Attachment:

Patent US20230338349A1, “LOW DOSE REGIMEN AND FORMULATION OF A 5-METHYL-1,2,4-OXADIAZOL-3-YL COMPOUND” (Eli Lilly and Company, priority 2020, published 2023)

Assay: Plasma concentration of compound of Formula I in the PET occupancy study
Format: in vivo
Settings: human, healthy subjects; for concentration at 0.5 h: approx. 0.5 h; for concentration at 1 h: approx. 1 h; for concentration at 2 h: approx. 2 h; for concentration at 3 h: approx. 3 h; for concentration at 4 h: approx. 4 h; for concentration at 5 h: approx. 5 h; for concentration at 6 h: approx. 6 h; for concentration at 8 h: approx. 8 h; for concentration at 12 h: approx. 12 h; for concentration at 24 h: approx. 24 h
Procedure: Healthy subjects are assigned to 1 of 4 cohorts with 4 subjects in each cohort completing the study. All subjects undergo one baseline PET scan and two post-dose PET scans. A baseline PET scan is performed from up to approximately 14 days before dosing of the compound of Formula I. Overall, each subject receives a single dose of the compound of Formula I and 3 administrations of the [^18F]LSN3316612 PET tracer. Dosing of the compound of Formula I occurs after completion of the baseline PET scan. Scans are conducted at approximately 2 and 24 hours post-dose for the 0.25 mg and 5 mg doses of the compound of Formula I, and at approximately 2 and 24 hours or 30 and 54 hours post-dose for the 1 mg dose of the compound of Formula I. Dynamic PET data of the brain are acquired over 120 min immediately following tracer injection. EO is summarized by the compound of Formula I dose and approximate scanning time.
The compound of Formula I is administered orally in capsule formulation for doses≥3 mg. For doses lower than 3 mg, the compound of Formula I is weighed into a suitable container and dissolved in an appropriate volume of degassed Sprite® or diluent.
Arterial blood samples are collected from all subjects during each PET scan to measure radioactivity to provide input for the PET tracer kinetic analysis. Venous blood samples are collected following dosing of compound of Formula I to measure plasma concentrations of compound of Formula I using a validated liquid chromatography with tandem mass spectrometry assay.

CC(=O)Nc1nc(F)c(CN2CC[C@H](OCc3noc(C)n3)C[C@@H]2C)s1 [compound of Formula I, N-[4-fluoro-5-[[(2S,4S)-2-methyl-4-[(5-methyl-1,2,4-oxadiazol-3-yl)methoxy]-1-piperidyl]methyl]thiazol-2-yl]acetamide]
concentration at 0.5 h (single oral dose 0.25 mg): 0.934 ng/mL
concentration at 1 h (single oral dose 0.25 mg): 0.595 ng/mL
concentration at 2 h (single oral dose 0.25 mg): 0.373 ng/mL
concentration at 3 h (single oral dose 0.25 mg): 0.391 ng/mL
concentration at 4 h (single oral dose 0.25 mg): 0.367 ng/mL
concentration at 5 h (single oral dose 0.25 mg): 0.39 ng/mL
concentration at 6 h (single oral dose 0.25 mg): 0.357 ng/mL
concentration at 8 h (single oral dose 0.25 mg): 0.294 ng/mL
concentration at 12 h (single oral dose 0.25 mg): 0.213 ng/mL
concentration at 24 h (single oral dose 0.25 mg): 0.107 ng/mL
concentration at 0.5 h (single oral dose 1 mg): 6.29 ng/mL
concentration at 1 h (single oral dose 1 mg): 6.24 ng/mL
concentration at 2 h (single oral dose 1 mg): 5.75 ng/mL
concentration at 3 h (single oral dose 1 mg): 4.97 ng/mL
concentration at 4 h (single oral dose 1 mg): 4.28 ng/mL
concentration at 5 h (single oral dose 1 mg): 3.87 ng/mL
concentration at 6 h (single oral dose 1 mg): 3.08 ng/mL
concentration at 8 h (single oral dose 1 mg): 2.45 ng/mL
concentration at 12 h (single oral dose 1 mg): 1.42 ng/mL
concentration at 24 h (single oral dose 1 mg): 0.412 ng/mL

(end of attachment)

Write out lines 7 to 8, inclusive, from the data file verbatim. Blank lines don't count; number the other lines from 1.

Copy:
Arterial blood samples are collected from all subjects during each PET scan to measure radioactivity to provide input for the PET tracer kinetic analysis. Venous blood samples are collected following dosing of compound of Formula I to measure plasma concentrations of compound of Formula I using a validated liquid chromatography with tandem mass spectrometry assay.

CC(=O)Nc1nc(F)c(CN2CC[C@H](OCc3noc(C)n3)C[C@@H]2C)s1 [compound of Formula I, N-[4-fluoro-5-[[(2S,4S)-2-methyl-4-[(5-methyl-1,2,4-oxadiazol-3-yl)methoxy]-1-piperidyl]methyl]thiazol-2-yl]acetamide]